The Government Accountability Office (GAO) has previously found problems with Federal Emergency Management Agency (FEMA), U.S. Agency for International Development, and Departments of Defense and State use and oversight of contracts awarded citing the urgency exception to competition. The watchdog was therefore asked to review this issue within the Department of Homeland Security (DHS).
DHS acquires billions of dollars of goods and services each year through contracts awarded through limited or no competition. Competition is generally required for federal contract awards, which GAO has found helps the government determine a fair price. But, there are certain exceptions to competition requirements when justified by an urgent need. Justifications provide an oversight mechanism for senior procurement officials.
Spending on urgent contracts increased from $75 million in fiscal year 2016 to $1.3 billion in fiscal year 2020 due to contracts awarded in response to COVID-19, hurricanes, and other needs. Five components—FEMA, the U.S. Coast Guard, U.S. Customs and Border Protection, U.S. Immigration and Customs Enforcement, and the Transportation Security Administration (TSA)—accounted for 96 percent of DHS’s $2.6 billion in obligations on urgent contracts from fiscal years 2016 through 2020. Each component made obligations on urgent contracts relevant to its mission. For example, FEMA obligated about $260 million related to hurricanes and other disasters, a majority of which was for goods such as tank and pump systems, fuel tanks, and hot meals during the response to Hurricanes Harvey and Maria. Meanwhile, a substantial amount of TSA obligations were on a single urgent contract for services pertaining to the maintenance and repair of airport screening equipment.
Fiscal year 2020 saw the largest increase in DHS’s obligations on urgent awards due to the pandemic response. However, when excluding COVID-19, obligations on urgent contracts in fiscal year 2020 decreased.
All urgent awards GAO reviewed from selected components justified forgoing competition due to unexpected events, such as natural disasters or bid protests. However, across the contracts GAO reviewed, DHS did not always revise justifications after significant increases in contract value. For example, a U.S. Customs and Border Protection (CBP) order for soft-sided facilities to shelter individuals arriving at the southwest border increased almost $20 million before a new written justification for using the urgency exception was drafted. In another example, Federal Law Enforcement Training Centers (FLETC) extended the period of performance of a contract for critical training services resulting in a more than fivefold increase in obligations, from about $677,000 to $4.4 million, without revising the justification and getting approval for the revision. FLETC officials told GAO that they recalled the proper authority approving the modification, but said that they were unable to find written documentation of the approval.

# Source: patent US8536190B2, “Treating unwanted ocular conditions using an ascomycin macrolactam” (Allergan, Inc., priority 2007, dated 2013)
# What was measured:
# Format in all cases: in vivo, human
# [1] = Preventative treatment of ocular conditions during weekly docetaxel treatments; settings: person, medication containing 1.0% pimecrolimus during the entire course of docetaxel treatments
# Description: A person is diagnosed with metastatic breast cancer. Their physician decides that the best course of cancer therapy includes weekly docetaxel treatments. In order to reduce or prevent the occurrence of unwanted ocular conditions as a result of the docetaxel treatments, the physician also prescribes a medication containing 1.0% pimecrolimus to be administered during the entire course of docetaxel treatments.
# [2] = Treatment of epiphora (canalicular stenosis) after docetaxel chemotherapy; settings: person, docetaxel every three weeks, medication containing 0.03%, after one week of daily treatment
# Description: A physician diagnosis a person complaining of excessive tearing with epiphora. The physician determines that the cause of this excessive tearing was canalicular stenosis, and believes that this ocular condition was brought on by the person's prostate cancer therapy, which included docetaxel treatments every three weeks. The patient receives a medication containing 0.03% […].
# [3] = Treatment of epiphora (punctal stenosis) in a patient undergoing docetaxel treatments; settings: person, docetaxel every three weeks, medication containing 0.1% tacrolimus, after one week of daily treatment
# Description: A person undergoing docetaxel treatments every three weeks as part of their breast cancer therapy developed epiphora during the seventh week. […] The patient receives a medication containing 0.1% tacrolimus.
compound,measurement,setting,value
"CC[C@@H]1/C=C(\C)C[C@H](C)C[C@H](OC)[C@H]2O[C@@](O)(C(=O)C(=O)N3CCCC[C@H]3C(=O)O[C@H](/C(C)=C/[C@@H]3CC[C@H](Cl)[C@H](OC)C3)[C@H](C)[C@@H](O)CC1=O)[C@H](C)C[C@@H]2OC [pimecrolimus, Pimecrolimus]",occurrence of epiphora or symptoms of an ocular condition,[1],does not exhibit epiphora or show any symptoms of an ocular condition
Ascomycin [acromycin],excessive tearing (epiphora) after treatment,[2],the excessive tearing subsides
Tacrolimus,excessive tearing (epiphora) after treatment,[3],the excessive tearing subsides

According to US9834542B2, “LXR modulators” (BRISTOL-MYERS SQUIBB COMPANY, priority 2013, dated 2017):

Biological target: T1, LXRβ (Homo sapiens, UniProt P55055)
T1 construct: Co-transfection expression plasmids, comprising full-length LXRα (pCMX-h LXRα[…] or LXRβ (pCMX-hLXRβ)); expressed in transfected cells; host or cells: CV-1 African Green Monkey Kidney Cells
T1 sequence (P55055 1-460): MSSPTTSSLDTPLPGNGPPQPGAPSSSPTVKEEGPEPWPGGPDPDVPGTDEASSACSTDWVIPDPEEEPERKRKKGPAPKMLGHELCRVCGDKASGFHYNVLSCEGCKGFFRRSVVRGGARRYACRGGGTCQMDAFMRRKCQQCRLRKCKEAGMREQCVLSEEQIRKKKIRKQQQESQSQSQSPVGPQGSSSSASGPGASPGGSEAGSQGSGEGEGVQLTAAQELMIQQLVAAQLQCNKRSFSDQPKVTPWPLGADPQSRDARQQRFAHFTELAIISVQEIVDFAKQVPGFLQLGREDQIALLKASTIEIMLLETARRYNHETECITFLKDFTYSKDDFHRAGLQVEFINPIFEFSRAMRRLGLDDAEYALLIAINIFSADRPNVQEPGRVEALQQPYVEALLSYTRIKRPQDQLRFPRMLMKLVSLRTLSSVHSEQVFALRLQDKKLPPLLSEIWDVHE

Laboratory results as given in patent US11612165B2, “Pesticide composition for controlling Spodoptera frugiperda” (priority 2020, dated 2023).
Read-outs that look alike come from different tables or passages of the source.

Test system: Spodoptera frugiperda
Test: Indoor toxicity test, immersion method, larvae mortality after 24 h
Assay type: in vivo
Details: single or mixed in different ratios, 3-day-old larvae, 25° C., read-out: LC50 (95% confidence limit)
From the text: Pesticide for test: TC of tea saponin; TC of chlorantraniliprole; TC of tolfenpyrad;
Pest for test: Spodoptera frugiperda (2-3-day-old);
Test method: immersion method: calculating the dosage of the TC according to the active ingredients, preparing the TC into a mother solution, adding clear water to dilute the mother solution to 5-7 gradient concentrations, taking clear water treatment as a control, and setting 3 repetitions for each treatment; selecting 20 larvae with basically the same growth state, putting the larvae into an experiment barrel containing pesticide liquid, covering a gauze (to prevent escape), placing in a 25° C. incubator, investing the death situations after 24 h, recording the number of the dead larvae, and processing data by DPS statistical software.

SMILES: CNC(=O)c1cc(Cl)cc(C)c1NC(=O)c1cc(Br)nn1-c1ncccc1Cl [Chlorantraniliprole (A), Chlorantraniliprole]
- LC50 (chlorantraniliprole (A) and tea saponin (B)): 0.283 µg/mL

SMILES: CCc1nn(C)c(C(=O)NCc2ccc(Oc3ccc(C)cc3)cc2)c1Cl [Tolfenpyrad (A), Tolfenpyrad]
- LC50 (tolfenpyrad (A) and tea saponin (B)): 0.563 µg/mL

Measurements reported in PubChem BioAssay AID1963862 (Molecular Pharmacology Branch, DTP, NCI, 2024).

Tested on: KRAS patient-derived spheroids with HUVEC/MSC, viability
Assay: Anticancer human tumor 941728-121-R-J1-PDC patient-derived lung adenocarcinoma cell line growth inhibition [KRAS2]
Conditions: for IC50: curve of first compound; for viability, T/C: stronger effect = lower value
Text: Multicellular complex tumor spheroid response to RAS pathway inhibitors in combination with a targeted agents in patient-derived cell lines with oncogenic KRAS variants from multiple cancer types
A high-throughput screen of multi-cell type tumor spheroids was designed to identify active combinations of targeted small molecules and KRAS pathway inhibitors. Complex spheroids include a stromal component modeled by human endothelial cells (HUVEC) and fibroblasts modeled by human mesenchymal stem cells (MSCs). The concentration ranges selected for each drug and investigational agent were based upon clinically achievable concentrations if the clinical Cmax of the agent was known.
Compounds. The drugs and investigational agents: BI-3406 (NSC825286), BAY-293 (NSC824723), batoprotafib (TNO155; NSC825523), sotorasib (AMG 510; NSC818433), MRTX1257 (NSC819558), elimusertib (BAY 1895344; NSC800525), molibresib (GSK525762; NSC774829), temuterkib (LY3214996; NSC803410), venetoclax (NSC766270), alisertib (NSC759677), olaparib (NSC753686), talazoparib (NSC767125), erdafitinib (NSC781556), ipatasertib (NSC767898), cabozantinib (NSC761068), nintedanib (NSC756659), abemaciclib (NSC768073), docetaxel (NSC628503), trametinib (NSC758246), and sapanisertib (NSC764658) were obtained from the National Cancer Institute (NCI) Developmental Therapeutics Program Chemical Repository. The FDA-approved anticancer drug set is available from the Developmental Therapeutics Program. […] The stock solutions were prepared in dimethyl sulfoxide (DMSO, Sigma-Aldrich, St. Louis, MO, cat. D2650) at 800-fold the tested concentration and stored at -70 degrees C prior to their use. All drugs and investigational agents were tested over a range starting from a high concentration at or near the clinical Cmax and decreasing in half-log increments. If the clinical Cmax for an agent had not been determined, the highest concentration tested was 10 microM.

Some component officials GAO spoke with acknowledged that there are sometimes errors or confusion related to coding noncompetitive awards. For example, CBP officials said that errors are possible in entering data, so some urgent contracts awarded using simplified acquisition procedures may be coded incorrectly.
GAO also found that some selected components did not have required appointment letters to document contracting officer representative (COR) responsibilities for monitoring performance across contracts GAO reviewed. Contracting officers are responsible for monitoring contractor performance but may delegate these responsibilities to CORs via appointment letters. CBP, ICE, and the U.S. Secret Service were unable to provide GAO with COR appointment letters for six of the 15 awards that the watchdog reviewed for which CORs were assigned. In one instance, component officials said the urgency of the requirement left them with insufficient time to draft the letters. Also, Coast Guard officials identified a contract for which they said there was not enough time to assign and appoint a COR due to the urgency of the requirement. They instead had to rely on on-site personnel to manage performance and contract oversight.
GAO’s report notes DHS’s improvements and makes three recommendations, with which the agency has concurred.
- Clearly communicate and enforce correct procedures, to ensure officials responsible for entering data accurately enter information on noncompetitively awarded contracts.
- Better communicate and enforce department guidance to revise justifications and obtain approvals following certain post-award modifications to urgent noncompetitive contracts.
- Clearly communicate and enforce existing requirements, to ensure contracting officials maintain formal COR appointment letters in the contract file.
DHS expects to complete work to address the first and third recommendations by the end of this month. In response to the second recommendation, DHS will review existing guidance and policy to identify areas requiring clarification or expansion. Following this, it will issue an acquisition alert and/or update policy and guidance as appropriate by August 31, 2022.